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Cuban Art Factory, fostering 10 years of creativity, expression in Havana

By AFP - Mar 23,2024 - Last updated at Mar 23,2024

A woman looks at artworks at La Fabrica de Arte Cubano (The Cuban Art Factory) in Havana on March 10 (AFP photo)

HAVANA — For ten years, the privately-funded Cuban Art Factory in Havana has provided a space for local talent to exhibit their creations in what was once a train station.

The FAC, as it is known, has become internationally renowned as a gallery and nightclub — a place for expression in a country where saying what you think can land you in jail.

Every week, from Thursday to Sunday, hundreds of visitors pay the equivalent of $4 to attend music concerts, see plays, dance, or simply to stroll, Mojito in hand, through its corridors replete with modern art.

Everything is on offer here: Nights of techno music, exhibits of plastic works, photography, fashion and just plain fun.

“Here, you can see things you couldn’t even imagine,” Olivia Rodriguez, a 30-year-old musician, told AFP as she waited for renowned Cuban salsa singer Issac Delgado to come on stage.

He performed as part of the FAC’s 10th anniversary celebrations.

“Since we opened here, this [venture] has been carried by artists, always focusing on the work and the message,” X Alfonso, founder and leader of the avant-garde project, told AFP.

The provocative and light-hearted contributions of some artists have sometimes caused problems, admits Alfonso, but he does not want to dwell on the subject.

Hundreds of Cubans, including artists, are in jail for daring to speak out against the communist state or demonstrating against poverty amid the communist island’s worst economic crisis in 30 years, marked by shortages of fuel, medicines and food.

Countless others have fled into exile.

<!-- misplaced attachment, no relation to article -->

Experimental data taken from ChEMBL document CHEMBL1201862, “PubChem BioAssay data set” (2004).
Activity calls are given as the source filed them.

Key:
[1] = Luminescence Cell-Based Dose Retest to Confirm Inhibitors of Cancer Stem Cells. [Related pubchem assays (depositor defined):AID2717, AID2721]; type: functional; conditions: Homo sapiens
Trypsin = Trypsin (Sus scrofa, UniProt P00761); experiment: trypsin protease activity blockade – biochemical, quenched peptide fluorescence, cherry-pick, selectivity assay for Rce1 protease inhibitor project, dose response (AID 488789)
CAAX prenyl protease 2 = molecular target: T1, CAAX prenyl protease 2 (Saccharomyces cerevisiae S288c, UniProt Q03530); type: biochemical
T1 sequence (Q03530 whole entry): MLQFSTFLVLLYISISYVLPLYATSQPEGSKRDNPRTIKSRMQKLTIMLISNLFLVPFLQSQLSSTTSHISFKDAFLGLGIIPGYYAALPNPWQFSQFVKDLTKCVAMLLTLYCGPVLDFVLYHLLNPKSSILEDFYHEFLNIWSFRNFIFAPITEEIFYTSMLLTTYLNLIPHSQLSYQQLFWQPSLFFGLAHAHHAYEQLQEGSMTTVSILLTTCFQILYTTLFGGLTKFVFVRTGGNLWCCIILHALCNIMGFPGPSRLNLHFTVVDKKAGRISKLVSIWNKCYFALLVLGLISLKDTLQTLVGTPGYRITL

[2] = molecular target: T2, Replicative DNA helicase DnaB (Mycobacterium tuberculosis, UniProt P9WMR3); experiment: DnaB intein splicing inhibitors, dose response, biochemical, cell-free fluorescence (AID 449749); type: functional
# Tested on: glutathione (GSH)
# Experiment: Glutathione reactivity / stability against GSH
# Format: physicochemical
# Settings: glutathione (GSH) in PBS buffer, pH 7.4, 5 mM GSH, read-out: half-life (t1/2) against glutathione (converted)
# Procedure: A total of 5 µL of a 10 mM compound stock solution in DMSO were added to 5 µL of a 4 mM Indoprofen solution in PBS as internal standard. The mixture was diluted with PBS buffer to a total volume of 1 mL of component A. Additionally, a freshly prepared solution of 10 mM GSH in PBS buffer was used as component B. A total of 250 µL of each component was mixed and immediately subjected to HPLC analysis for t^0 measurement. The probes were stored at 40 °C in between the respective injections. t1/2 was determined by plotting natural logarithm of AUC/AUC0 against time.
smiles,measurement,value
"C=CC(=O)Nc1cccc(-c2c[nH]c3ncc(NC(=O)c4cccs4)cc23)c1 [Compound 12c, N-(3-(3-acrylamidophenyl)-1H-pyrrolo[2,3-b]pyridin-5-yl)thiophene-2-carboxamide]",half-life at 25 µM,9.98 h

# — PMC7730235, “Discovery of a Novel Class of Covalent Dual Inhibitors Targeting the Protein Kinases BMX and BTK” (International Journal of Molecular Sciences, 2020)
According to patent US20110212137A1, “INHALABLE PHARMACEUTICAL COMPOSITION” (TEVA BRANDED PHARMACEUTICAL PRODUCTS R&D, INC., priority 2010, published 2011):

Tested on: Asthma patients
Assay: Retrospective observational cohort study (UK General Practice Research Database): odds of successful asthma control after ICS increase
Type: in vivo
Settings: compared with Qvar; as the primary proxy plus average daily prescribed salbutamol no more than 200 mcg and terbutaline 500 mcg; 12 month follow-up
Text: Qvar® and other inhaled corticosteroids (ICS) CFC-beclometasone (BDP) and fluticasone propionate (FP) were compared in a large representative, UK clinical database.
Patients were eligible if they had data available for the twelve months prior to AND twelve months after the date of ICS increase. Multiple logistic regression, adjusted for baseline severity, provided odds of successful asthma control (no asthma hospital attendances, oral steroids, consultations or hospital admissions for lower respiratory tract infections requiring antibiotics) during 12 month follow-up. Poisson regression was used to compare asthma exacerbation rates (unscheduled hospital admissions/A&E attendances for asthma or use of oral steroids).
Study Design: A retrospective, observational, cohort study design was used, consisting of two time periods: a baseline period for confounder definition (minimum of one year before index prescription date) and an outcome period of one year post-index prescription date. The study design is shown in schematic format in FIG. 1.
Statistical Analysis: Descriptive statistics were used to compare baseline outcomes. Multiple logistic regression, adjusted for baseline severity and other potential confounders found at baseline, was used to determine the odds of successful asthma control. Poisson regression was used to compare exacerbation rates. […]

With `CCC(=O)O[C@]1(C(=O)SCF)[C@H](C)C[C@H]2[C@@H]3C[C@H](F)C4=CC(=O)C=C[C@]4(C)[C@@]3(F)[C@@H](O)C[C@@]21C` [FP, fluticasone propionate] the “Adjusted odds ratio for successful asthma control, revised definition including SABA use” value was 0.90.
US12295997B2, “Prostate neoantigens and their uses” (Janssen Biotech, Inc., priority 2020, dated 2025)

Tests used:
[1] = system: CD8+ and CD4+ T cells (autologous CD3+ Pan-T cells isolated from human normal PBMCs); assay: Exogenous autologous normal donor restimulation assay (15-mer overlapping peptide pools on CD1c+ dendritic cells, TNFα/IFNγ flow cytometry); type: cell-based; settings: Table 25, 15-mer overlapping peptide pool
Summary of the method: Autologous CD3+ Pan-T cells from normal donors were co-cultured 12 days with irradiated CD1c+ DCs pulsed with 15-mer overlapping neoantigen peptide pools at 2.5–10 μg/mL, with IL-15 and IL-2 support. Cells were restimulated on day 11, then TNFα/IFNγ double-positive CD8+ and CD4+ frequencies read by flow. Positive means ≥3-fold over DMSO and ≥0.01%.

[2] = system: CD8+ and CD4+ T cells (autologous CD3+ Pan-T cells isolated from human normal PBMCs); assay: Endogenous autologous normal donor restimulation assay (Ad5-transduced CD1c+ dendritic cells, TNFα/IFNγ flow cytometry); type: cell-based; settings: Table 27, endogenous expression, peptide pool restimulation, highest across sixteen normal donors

“We make art, those who want to turn it into politics can, that’s their problem,” said Alfonso, a composer and performer who won the 2022 Latin Grammy for best folk album with the group Sintesis, formed by his parents.

“It’s like a fuel station for the soul,” he added.


‘Owe nothing to anyone’ 


Like the city that harbours it, the FAC enjoyed prosperous years with the easing of ties between Cuba and the United States in 2015 under the presidency of Barack Obama (2009-2017).

American cruise ships landed full of tourists eager to drive in an old convertible and discover the nightlife of Havana. The economy of the city flourished.

Celebrities such as Quincy Jones, Michelle Obama and Jon Bon Jovi visited the FAC premises in the affluent district of Vedado, and Mick Jagger performed at a concert in Ciudad Deportiva, another cultural venue.

And in 2019, Time Magazine included the FAC in its list of the World’s 100 Greatest Places.

But the good times did not last, with Donald Trump reversing most of his predecessor’s overtures. Sanctions were toughened after a crackdown on protests in July 2021.

The Covid pandemic did not help, starving the island of much-needed tourism.

Today, Cuba battles recurring power outages, and running the FAC has become a daily struggle.

In October, it was threatened with closure by authorities seeking to reduce electricity consumption. But it did not come to pass.

Providing some 300 direct and indirect jobs, the FAC is a “union of private companies”, self-financing and without sponsors, said Alfonso, proud to “owe nothing to anyone”.

“The most important thing is that the factory is a living organism, living in Cuba, with all the needs and problems that exist. But it is still alive and still trying... to survive,” he said.

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